The government has already allowed face-to-face classes in medical schools in areas under the modified general community quarantine (MGCQ) to ensure a sufficient number of health frontliners in the country.
Apart from schools in the MGCQ areas, colleges and universities can also conduct face-to-face classes for medical courses in areas under the GCQ as long as there is a base hospital for COVID-19 patients.
“Ito po ay para hindi tayo maubusan ng mga doktor,” said Presidential Spokesperson Harry Roque on Tuesday.
Those who teach in medical schools insist that their course is really difficult if it is only thought in remote learning.
“Hindi po ninyo matutunan ang pagkabit ng dextrose, paglagay ng tubo sa ilong, kung sa libro lang, you have to do this in practice,” said Dr. Ferdinand de Guzman, who is teaching at Our Lady of Fatima University (OLFU) in Valenzuela.
Face-to-face classes at some medical schools now allowed
The OLFU was one of the schools that the government inspected in December to ensure that health protocols were followed when some students go back.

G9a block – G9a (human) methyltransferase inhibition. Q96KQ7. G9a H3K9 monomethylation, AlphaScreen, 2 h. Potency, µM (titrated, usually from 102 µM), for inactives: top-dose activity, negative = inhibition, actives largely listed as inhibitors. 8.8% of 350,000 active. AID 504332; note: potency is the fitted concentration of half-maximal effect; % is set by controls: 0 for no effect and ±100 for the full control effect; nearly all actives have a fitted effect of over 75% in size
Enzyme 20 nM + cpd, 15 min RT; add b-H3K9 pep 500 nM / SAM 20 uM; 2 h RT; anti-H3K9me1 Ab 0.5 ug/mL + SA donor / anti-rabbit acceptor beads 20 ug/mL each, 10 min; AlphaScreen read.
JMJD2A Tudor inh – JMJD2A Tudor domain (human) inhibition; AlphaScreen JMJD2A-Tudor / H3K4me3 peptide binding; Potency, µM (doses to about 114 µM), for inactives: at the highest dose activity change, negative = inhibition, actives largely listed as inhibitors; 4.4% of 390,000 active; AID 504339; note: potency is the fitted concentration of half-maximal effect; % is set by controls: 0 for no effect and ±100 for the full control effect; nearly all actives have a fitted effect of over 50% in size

“May subjects kami na talagang kailangan face-to-face. For example anatomy, sa anatomy nagda-dissect kami ng patay,” said Chinese General Hospital College of Medicine Dean Normando Gonzaga.
Medical clerk Alyssa Mitra admitted that she is excited to go back to school despite the fear of COVID-19.
“Nandoon pa rin ‘yong takot but it’s overpowered somehow by the thought na I want to became a good doctor,” said Mitra.
Schools, such as OLFU, have ensured that they strictly enforce all health protocols for the safety of all.
In the OLFU survey, more than 70 percent of their students favor face-to-face classes.
However, OLFU President Caroline Enriquez said they will not oblige the student if he chooses to stay in online classes during the pandemic.
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